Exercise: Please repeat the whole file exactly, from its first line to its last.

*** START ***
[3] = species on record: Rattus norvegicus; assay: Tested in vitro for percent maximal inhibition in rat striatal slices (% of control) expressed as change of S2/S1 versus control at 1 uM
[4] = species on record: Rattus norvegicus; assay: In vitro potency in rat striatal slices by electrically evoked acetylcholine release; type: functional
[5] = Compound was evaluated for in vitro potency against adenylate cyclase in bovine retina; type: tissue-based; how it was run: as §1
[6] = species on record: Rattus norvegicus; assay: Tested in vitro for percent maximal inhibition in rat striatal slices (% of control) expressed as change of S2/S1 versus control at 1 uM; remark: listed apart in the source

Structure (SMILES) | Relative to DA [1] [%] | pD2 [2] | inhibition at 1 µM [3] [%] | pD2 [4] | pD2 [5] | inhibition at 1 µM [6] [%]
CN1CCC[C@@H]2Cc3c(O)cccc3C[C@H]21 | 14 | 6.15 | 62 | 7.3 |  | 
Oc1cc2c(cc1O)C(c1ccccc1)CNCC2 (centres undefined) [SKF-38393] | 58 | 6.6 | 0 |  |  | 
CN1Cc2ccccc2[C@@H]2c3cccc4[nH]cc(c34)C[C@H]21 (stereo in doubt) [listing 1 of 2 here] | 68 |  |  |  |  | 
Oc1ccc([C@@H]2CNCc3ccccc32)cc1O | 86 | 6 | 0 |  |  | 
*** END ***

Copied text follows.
[3] = species on record: Rattus norvegicus; assay: Tested in vitro for percent maximal inhibition in rat striatal slices (% of control) expressed as change of S2/S1 versus control at 1 uM
[4] = species on record: Rattus norvegicus; assay: In vitro potency in rat striatal slices by electrically evoked acetylcholine release; type: functional
[5] = Compound was evaluated for in vitro potency against adenylate cyclase in bovine retina; type: tissue-based; how it was run: as §1
[6] = species on record: Rattus norvegicus; assay: Tested in vitro for percent maximal inhibition in rat striatal slices (% of control) expressed as change of S2/S1 versus control at 1 uM; remark: listed apart in the source

Structure (SMILES) | Relative to DA [1] [%] | pD2 [2] | inhibition at 1 µM [3] [%] | pD2 [4] | pD2 [5] | inhibition at 1 µM [6] [%]
CN1CCC[C@@H]2Cc3c(O)cccc3C[C@H]21 | 14 | 6.15 | 62 | 7.3 |  | 
Oc1cc2c(cc1O)C(c1ccccc1)CNCC2 (centres undefined) [SKF-38393] | 58 | 6.6 | 0 |  |  | 
CN1Cc2ccccc2[C@@H]2c3cccc4[nH]cc(c34)C[C@H]21 (stereo in doubt) [listing 1 of 2 here] | 68 |  |  |  |  | 
Oc1ccc([C@@H]2CNCc3ccccc32)cc1O | 86 | 6 | 0 |  |  | 